Friday Feb 03, 2023

Tax Write-Offs You Shouldn’t Overlook – MSN Money


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With frequent tax law changes – and life changes – over the past two years, it’s easy to overlook tax breaks that could be worth hundreds of dollars or more.

Some of these tax credits and deductions may be new to you. You may have heard of others but had no idea that you qualify. Several key tax breaks were expanded significantly in 2021, and you may now be eligible for the first time or qualify for a bigger break. If your income dropped in 2021 or you retired, started a new job, did some freelance work, took continuing education classes, paid for child care, or had out-of-pocket medical expenses, it’s a good time to see if you’re eligible for some extra tax breaks. Here are some frequently overlooked tax credits and deductions, and how to make the most of them when filing your 2021 taxes.

  • Bigger tax break for summer camp.
  • Tax credit for non-degree classes at higher income levels.
  • Bonus credit for saving.
  • Tax-deductible savings for your side gig.
  • Overlooked tax breaks for freelancers and the self-employed.
  • Home office deduction for freelancers.
  • Tax-deductible HSA contributions when you get your own insurance.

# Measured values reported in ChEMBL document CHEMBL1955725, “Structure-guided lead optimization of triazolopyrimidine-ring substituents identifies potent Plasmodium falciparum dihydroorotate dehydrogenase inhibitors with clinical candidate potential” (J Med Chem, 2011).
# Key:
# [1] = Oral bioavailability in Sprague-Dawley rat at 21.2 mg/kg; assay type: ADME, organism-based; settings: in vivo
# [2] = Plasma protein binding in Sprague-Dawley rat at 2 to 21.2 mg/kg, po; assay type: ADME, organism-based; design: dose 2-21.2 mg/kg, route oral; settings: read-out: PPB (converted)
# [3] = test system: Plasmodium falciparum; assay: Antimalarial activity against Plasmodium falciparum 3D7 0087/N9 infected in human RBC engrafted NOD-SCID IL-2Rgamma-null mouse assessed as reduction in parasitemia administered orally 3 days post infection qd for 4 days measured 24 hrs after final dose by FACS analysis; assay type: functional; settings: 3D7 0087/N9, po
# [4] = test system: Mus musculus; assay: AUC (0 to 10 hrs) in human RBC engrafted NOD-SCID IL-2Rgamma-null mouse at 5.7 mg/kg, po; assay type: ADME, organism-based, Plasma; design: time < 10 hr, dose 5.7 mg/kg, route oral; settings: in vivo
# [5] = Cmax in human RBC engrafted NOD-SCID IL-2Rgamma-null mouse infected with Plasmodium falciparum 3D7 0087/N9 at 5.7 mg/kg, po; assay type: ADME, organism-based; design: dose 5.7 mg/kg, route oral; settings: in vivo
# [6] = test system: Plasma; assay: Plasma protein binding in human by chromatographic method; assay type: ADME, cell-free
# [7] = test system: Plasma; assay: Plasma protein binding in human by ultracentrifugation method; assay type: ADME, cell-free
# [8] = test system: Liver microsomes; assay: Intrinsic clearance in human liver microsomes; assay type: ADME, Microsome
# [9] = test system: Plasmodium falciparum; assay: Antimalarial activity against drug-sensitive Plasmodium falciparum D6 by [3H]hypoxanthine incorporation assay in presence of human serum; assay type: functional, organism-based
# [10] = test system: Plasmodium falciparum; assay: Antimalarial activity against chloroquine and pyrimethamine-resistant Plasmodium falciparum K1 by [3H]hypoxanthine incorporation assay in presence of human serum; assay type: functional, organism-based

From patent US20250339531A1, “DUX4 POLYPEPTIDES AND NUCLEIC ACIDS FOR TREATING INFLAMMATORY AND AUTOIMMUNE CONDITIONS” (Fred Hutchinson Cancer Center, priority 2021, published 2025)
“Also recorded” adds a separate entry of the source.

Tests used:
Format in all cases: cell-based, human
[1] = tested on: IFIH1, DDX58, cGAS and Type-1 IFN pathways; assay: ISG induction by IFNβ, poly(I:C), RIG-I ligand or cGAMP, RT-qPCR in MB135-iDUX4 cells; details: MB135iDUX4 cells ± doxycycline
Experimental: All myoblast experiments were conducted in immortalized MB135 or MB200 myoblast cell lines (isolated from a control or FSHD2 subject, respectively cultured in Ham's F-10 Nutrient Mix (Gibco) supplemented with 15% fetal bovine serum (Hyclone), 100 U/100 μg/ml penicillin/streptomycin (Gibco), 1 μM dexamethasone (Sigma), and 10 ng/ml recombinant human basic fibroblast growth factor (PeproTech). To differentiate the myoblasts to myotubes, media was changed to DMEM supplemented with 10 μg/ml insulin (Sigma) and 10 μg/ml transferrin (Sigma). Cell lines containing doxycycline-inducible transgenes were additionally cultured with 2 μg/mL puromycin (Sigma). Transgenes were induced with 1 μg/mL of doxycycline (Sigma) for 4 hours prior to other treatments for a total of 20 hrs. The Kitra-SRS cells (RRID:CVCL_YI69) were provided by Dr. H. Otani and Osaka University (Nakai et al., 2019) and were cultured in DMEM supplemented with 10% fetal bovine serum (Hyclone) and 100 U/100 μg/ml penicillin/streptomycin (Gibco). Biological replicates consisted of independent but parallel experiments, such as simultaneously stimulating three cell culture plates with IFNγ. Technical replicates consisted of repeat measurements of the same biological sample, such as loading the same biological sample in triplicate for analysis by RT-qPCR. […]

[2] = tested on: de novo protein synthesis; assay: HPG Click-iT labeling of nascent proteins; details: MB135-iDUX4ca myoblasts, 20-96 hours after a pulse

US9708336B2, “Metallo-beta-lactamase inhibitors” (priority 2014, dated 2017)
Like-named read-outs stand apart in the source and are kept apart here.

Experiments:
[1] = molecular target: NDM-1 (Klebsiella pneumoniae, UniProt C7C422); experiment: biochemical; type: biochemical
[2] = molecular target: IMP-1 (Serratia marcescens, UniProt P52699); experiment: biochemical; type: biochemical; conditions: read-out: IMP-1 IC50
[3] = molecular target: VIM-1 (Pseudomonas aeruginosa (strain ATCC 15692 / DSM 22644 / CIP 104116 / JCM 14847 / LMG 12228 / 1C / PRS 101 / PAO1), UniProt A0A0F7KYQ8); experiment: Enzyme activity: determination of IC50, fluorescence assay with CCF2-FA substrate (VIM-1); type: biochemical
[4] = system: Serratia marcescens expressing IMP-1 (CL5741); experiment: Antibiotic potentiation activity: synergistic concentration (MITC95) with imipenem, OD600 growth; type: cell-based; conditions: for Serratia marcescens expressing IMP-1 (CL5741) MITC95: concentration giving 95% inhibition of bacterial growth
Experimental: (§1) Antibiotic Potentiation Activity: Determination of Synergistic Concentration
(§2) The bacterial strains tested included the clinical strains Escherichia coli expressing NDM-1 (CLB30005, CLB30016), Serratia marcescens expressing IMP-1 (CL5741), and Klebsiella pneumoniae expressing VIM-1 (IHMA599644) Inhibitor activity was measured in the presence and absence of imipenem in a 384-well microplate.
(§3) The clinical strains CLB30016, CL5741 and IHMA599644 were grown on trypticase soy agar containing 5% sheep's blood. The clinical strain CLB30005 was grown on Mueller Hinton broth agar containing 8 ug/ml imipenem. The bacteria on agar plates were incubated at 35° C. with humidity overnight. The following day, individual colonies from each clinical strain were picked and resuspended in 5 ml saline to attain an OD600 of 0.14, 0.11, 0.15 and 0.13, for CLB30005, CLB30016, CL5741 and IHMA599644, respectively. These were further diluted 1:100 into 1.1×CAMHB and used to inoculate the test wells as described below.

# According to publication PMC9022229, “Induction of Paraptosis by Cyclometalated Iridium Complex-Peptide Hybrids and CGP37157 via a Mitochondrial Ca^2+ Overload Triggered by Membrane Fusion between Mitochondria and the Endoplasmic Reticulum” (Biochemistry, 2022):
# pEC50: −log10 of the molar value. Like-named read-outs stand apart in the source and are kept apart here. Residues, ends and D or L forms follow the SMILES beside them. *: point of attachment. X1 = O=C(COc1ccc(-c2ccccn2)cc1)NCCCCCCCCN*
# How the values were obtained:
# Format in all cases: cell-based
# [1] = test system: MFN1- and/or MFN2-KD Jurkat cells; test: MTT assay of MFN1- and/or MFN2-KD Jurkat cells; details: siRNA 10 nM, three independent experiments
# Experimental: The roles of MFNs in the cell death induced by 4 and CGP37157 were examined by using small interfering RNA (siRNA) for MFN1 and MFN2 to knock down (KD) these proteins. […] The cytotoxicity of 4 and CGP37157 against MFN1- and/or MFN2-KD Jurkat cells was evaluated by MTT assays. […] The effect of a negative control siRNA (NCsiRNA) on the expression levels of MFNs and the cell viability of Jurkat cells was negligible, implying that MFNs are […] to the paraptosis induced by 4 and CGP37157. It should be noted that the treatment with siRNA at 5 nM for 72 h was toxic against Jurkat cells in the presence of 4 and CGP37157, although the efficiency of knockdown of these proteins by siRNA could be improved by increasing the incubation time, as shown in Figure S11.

• Medical-related travel, long-term care premiums and other expenses.
  • Charitable contributions for nonitemizers.
  • Energy-related home and car tax credits.

Bigger Tax Break for Summer Camp

You may be familiar with the child and dependent care tax credit, and now it’s even better. “There were big changes in 2021,” says Mark Steber, chief tax information officer for Jackson Hewitt. The credit was expanded significantly and can now be worth up to $4,000 for one child, or $8,000 if you have two or more children. You may not realize how many expenses can qualify: You can count the cost of day care, preschool, a nanny, before-school and after-school care, and even the cost of summer day camp for children under 13 while you and your spouse work or look for work (overnight camps don’t count).

The credit is now worth as much as 50% of up to $8,000 in eligible child care expenses for one child under 13, or up to $16,000 in expenses for two or more children. Also, the income level to qualify for the largest credit was bumped way up. Now, you can take the credit for up to 50% of your eligible expenses if your adjusted gross income in 2021 was $125,000 or less. The eligible percentage gradually decreases for higher income levels, and the credit disappears if your income was $438,000 or higher. For more information, see IRS Publication 503, Child and Dependent Care Expenses.

Tax Credit for Non-Degree Classes at Higher Income Levels

You don’t need to be a full-time student to get a tax break for college classes. You can claim the lifetime learning credit for undergraduate or graduate classes, certificate programs or continuing education classes at an eligible educational institution even if you aren’t working toward a degree. The credit is worth 20% of up to $10,000 in qualified expenses, with a maximum credit of $2,000 per tax return. “Qualified expenses are tuition, fees, course materials included in tuition, cost of books, computers, and software necessary for the course,” says Steber.

The income limit for qualifying …….


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